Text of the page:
Ferrari says going is tough in the Middle East

Ferrari earlier revealed that shipments to the Middle East declined by 16 percent in 2016 compared with 2014. (Reuters)
Updated 01 February 2018
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Ferrari says going is tough in the Middle East

LONDON: Italian sports car-maker Ferrari says profits last year rose 34 percent, driven by a surge in V12 sales and vehicle personalization.
But the news from the Middle East was less than rosy. Ferrari revealed on Thursday that shipments to the region “recorded a decrease due to a reallocation triggered by tough market conditions.”
In earlier commentaries, Ferrari had disclosed that Middle Eastern shipments were down 16 percent in 2016 compared to 2014. The Italian sports auto company said the ME spanned KSA, Oman, UAE, Bahrain, Kuwait, Lebanon and Qatar.
Ferrari reported 2017 net profit of €537 million ($669 million), up from €400 million the previous year. Shipments last year rose by 5 percent to 8,398 vehicles, while net revenues increased 10 percent to €3.4 billion.
Ferrari said it is targeting 9,000 vehicles shipments this year and is forecasting revenues above €3.4 billion.
The carmaker said fourth-quarter profits rose by a quarter to €136 million on a 1 percent increase in revenues to €840 million. Shipments rose 4 percent to 2,017.
Sales were flat only in China, Taiwan and Hong Kong, due to a decision to terminate the Hong Kong distributor in 2016 and the new dealership not becoming fully operational until the third quarter of 2017.
Ferrari said sales in France, Italy and UK grew at double-digit pace, while Germany recorded mid-single-digit growth. Americas increased by 4.6 percent with South Korea, Singapore and Indonesia up about 12 percent.
George Galliers, an analyst with Evercore ISI in London, said in a note: “With increasing management appetite for volume growth, we see room for Ferrari volumes to grow about 76 percent between 2016 and 2025.
“Whether volumes do grow to this extent will depend on product execution. To deliver substantial volume growth, we believe Ferrari will need to introduce new model lines. This is not a risk-free exercise. New model lines can be a challenge, particularly for a brand as associated with high performance as Ferrari.”
Galliers also said that while not unsuccessful, per se, the broker felt that Ferrari’s longer-range GT cars have failed to attract the same level of demand as its sports-car models.
This would need to change, he said, suggesting that Ferrari should look to its archives and, particularly, the 1950s and 1960s, “when it produced a wide variety of vehicles with broad appeal which shared similar underpinnings and the fabled ‘250’ and ‘275’ engines.”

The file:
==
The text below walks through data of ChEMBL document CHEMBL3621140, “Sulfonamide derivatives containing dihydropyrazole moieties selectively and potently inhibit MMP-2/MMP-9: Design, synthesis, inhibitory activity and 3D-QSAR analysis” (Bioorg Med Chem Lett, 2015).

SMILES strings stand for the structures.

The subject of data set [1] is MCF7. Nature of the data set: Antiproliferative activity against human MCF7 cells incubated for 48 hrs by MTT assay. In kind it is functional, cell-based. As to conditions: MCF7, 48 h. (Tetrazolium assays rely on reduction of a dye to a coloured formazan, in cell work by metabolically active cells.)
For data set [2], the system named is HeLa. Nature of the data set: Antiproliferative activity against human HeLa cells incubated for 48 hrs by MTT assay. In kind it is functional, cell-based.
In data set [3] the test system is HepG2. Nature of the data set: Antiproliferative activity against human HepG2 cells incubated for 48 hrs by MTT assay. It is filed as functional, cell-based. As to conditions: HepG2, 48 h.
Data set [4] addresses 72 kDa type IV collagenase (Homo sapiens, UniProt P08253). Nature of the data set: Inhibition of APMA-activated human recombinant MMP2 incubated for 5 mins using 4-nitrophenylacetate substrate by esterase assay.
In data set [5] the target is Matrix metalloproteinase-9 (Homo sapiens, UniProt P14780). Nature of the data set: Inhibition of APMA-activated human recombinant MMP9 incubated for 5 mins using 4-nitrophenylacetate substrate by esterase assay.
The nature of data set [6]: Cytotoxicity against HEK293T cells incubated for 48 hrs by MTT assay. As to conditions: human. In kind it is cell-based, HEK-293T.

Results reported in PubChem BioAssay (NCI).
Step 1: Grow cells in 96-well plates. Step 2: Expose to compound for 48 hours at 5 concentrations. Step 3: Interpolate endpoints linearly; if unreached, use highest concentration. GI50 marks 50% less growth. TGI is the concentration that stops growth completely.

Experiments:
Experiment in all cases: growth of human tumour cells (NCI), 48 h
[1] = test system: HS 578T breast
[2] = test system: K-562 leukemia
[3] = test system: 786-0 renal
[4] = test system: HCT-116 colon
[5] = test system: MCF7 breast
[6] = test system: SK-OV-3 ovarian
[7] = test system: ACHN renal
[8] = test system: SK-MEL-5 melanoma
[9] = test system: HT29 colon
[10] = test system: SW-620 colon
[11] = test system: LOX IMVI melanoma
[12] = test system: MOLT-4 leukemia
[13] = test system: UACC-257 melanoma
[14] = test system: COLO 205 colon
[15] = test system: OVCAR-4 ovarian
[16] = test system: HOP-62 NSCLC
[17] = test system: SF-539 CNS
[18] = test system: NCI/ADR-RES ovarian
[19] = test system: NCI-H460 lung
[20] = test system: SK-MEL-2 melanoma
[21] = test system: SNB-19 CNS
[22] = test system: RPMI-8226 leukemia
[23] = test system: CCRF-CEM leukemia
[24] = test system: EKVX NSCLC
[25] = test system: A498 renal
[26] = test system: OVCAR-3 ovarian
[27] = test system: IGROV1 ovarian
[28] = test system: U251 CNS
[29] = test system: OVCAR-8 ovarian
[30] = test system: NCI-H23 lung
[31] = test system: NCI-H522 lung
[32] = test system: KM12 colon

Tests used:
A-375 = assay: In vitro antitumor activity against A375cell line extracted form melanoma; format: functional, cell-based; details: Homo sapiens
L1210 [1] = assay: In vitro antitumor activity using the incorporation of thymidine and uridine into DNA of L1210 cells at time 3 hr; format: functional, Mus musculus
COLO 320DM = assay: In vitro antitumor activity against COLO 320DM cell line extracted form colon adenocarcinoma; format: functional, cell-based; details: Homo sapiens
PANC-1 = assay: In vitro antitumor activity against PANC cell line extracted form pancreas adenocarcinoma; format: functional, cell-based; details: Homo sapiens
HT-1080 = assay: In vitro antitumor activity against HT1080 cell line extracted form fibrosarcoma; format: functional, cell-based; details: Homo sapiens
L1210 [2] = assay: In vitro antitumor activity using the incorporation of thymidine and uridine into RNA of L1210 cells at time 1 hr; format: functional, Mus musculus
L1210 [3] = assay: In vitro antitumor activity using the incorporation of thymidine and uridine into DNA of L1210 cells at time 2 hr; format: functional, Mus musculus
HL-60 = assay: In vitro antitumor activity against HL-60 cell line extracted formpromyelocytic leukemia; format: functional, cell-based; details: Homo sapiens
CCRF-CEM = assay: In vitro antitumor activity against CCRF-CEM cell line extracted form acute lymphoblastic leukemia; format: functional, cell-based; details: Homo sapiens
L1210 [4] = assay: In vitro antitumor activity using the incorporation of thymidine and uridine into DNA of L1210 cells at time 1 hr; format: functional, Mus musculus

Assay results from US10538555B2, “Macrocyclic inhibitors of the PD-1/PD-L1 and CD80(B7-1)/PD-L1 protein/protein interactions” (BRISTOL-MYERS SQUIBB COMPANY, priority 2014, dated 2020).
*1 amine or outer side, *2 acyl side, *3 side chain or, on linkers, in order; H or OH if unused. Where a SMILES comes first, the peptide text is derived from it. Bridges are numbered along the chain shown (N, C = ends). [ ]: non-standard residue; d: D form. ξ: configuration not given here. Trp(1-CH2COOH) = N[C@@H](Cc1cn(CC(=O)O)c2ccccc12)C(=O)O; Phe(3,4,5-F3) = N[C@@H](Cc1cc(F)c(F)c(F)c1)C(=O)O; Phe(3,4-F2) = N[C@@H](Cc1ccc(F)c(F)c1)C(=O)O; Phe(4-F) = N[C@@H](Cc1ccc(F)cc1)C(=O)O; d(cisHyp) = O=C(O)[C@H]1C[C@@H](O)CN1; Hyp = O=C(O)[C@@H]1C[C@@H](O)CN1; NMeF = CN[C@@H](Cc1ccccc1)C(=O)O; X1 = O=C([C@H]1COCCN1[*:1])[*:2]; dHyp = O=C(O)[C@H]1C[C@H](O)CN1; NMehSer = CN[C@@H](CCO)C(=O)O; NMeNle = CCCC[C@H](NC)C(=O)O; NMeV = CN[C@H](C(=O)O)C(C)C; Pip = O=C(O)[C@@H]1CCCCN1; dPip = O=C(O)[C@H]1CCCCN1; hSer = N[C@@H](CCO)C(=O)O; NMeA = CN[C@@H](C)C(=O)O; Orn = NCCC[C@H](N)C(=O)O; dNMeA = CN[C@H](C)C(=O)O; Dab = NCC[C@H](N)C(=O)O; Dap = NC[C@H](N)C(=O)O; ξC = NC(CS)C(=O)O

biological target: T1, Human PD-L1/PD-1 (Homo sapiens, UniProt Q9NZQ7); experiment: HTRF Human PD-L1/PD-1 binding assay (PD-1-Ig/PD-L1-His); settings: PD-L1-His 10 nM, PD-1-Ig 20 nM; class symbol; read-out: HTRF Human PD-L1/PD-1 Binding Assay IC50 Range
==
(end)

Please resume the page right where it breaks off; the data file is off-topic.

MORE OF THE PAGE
New Zealand to conduct own assessment of Huawei equipment risk

Updated 18 February 2019
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New Zealand to conduct own assessment of Huawei equipment risk

  • Huawei faces intense scrutiny in the West over its relationship with the Chinese government
  • Several Western countries had restricted Huawei’s access to their markets

WELLINGTON: New Zealand will independently assess the risk of using China’s Huawei Technologies in 5G networks, Prime Minister Jacinda Ardern said on Monday after a report suggested that British precautions could be used by other nations.
Huawei, the world’s biggest producer of telecoms equipment, faces intense scrutiny in the West over its relationship with the Chinese government and US-led allegations that its equipment could be used by Beijing for spying.
No evidence has been produced publicly and the firm has repeatedly denied the allegations, which have led several Western countries to restrict Huawei’s access to their markets.
The Financial Times reported on Sunday that the British government had decided it can mitigate the risks arising from the use of Huawei equipment in 5G networks. It said Britain’s conclusion would “carry great weight” with European leaders and other nations could use similar precautions.
New Zealand’s intelligence agency in November rejected an initial request from telecommunications services provider Spark to use 5G equipment provided by Huawei.
At the time, the Government Communications Security Bureau (GCSB) gave Spark options to mitigate national security concerns over the use of Huawei equipment, Ardern said on Monday.
“The ball is now in their court,” she told a weekly news conference.
Ardern said New Zealand, which is a member of the Five Eyes intelligence sharing network that includes the United Kingdom and the United States, would conduct its own assessment.
“I would expect the GCSB to apply with our legislation and our own security assessments. It is fair to say Five Eyes, of course, share information but we make our own independent decisions,” she said.
Huawei New Zealand did not immediately respond to a request for comment. Spark said it was in discussions with GCSB officials.
“We are working through what possible mitigations we might be able to provide to address the concerns raised by the GCSB and have not yet made any decision on whether or when we should submit a revised proposal to GCSB,” Spark spokesman Andrew Pirie said in an emailed statement.
The Huawei decision, along with the government’s tougher stance on China’s growing influence in the Pacific, has some politicians and foreign policy analysts worried about potential strained ties with a key trading partner.
Ardern’s planned first visit to Beijing has faced scheduling issues, and China last week postponed a major tourism campaign in New Zealand days before its launch.
Ardern said her government’s relationship with China was strong despite some complex issues.
“Visits are not a measure of the health of a relationship they are only one small part of it,” she said, adding that trade and tourism ties remained strong.